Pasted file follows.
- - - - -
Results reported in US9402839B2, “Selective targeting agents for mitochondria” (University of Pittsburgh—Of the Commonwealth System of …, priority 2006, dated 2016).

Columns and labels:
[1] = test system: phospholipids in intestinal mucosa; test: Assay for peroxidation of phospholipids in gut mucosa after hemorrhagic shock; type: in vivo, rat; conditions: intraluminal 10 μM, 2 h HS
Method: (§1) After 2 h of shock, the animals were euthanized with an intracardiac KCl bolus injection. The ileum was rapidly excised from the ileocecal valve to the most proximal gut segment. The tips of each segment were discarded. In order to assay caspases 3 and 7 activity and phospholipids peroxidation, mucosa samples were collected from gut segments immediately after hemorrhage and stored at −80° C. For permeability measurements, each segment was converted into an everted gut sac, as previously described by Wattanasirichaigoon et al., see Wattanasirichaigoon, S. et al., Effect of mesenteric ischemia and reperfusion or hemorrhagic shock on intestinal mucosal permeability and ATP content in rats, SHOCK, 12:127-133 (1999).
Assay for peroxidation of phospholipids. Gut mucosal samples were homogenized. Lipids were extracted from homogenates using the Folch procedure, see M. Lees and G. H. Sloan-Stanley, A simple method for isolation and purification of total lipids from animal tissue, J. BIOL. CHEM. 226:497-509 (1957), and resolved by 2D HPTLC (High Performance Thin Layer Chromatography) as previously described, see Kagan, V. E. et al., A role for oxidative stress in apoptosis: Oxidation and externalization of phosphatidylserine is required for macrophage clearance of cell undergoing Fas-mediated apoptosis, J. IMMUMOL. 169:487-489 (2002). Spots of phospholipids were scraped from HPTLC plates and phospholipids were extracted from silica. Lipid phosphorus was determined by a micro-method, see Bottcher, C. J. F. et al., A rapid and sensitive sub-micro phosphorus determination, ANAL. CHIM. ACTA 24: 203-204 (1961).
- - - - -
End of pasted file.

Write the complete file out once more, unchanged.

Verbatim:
Results reported in US9402839B2, “Selective targeting agents for mitochondria” (University of Pittsburgh—Of the Commonwealth System of …, priority 2006, dated 2016).

Columns and labels:
[1] = test system: phospholipids in intestinal mucosa; test: Assay for peroxidation of phospholipids in gut mucosa after hemorrhagic shock; type: in vivo, rat; conditions: intraluminal 10 μM, 2 h HS
Method: (§1) After 2 h of shock, the animals were euthanized with an intracardiac KCl bolus injection. The ileum was rapidly excised from the ileocecal valve to the most proximal gut segment. The tips of each segment were discarded. In order to assay caspases 3 and 7 activity and phospholipids peroxidation, mucosa samples were collected from gut segments immediately after hemorrhage and stored at −80° C. For permeability measurements, each segment was converted into an everted gut sac, as previously described by Wattanasirichaigoon et al., see Wattanasirichaigoon, S. et al., Effect of mesenteric ischemia and reperfusion or hemorrhagic shock on intestinal mucosal permeability and ATP content in rats, SHOCK, 12:127-133 (1999).
Assay for peroxidation of phospholipids. Gut mucosal samples were homogenized. Lipids were extracted from homogenates using the Folch procedure, see M. Lees and G. H. Sloan-Stanley, A simple method for isolation and purification of total lipids from animal tissue, J. BIOL. CHEM. 226:497-509 (1957), and resolved by 2D HPTLC (High Performance Thin Layer Chromatography) as previously described, see Kagan, V. E. et al., A role for oxidative stress in apoptosis: Oxidation and externalization of phosphatidylserine is required for macrophage clearance of cell undergoing Fas-mediated apoptosis, J. IMMUMOL. 169:487-489 (2002). Spots of phospholipids were scraped from HPTLC plates and phospholipids were extracted from silica. Lipid phosphorus was determined by a micro-method, see Bottcher, C. J. F. et al., A rapid and sensitive sub-micro phosphorus determination, ANAL. CHIM. ACTA 24: 203-204 (1961).